Turtle patrol

Last night we went to a turtle rookery – which is a beach where turtles go to lay their eggs. In the information centre we saw turtle bones, wooden turtles, toy turtles and more!

We were led onto the beach by a National Park warden. We saw two giant turtles slowly come up from the ocean. The adult turtles were about 87cm across their shell. They were big.

The turtles push down and use all their weight to make a place to lay their eggs. At least 100 eggs are laid. Only 1 out of 1000 baby turtles manage to be an adult.

The first turtle we saw laid about 115 eggs. Hugo and Oscar got to carry some turtle eggs. We helped the wardens move the eggs to a higher man-made nest so they would NOT get washed away. There were loads of turtle eggs. The eggs were the size of ping pong balls and felt like plastic. We had to carry the eggs the way they gave them to us so we didn’t harm the turtles inside.
When we got home we were all very tired but dad got lots of good photos.


Back to Lady Musgrave

We’ve sailed back to Lady Musgrave Island – we grew a bit bored and restless sitting in Hervey Bay so we headed out of the marina on the high tide on Sunday afternoon for an overnight sail to Lady Musgrave. It’s been a few weeks since we’ve been out on the open sea so the boys and I turned a nasty shade of green for the first few hours. The boys quickly recover and managed to keep themselves occupied by watching a movie before heading off to their beds. By the time bedtime had arrived it was turning out to be quite a wild sail so we decided that Hugo would be best snuggled in with his brother, rather than on his own in the midship cabin. Gerhard had shifted things around so that they could sleep together in the aft/ Oscar’s cabin with the lee cloth in place between them. This arrangement was met with whoops of delight from the boys and excited little voices declaring they would be ‘bed buddies’. They quickly (and rather surprisingly) settled down to sleep for the night.

Meanwhile up the in the cockpit I was continuing to feel seasick and good old Gerhard was running around making sure everyone was comfortable and fed.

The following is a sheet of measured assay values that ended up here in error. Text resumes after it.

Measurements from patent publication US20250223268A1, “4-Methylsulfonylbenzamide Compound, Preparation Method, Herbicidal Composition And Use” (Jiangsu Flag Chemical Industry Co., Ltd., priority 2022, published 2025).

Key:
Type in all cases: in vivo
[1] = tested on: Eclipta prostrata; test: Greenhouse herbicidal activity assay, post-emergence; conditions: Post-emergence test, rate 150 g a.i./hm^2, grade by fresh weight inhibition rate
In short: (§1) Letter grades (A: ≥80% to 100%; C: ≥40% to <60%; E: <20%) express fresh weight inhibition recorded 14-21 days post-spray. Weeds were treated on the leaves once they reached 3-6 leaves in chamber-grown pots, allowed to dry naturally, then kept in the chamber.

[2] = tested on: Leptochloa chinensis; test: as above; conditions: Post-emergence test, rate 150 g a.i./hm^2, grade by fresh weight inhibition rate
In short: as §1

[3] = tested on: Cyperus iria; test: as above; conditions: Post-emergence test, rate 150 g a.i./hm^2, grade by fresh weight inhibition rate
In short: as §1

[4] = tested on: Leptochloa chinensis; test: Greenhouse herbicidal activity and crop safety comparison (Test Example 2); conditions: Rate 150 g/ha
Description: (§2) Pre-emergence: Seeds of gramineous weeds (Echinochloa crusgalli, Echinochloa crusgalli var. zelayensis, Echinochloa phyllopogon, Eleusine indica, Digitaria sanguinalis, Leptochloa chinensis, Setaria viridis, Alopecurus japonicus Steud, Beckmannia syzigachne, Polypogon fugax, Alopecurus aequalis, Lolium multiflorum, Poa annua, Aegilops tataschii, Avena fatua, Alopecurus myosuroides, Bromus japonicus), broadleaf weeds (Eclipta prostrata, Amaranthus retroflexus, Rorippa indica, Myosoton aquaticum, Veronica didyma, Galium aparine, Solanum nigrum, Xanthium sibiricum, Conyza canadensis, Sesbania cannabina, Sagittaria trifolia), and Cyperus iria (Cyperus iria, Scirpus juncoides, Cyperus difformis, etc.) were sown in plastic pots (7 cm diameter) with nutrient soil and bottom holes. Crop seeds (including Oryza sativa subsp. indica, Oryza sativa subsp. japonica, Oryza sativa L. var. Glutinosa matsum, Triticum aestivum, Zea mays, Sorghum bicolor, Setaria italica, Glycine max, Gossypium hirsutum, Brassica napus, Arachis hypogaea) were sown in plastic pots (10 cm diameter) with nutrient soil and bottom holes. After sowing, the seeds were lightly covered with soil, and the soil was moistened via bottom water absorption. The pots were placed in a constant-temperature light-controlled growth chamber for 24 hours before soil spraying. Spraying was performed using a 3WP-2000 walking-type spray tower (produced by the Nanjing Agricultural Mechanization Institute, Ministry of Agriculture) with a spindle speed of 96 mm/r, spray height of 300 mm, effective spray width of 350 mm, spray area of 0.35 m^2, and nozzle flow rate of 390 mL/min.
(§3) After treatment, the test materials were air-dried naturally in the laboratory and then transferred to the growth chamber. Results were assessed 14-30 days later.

The sail wasn’t outrageous but it was a fast sail with the boat powering through the night with full sails out. It’s a long time since I’ve been on an overnight sail and must admit I was feeling a bit apprehensive, but declined Gerhard’s offer to head into Bundaberg for the night. I tried sleeping for a while somewhere between 9.30 and midnight but by the time some game of the boys’ fell narrowly missing my head and the crockery crashed about in the galley I decided to give up and go back up into the cockpit and enjoy the moonlight on the waves and the exhilarating feeling of night sailing.

At midnight it was my turn to go on ‘watch’ and whilst Gerhard was less than a metre from me, and still half awake, at least my being there meant that he could close his eyes and doze some of the time. My alarm was set to go off at 10 minute intervals so that when I did nod off it would never be for long.

Ahead of us the lighthouse on Lady Musgrave Island showed its presence a long time before we reached her – tantalisingly shining and yet seeming to take for blasted ever to reach. We arrived outside the reef just as the first blush of dawn started to lighten the night sky. It was pretty windy and bouncy out there, but we needed the early morning light to be able to navigate the channel into the lagoon. We tried to settle down and get a couple of hours sleep – but after about an hour of the boat creaking mercilessly and rocking so badly that food in the lockers could be heard crashing about, we gave up.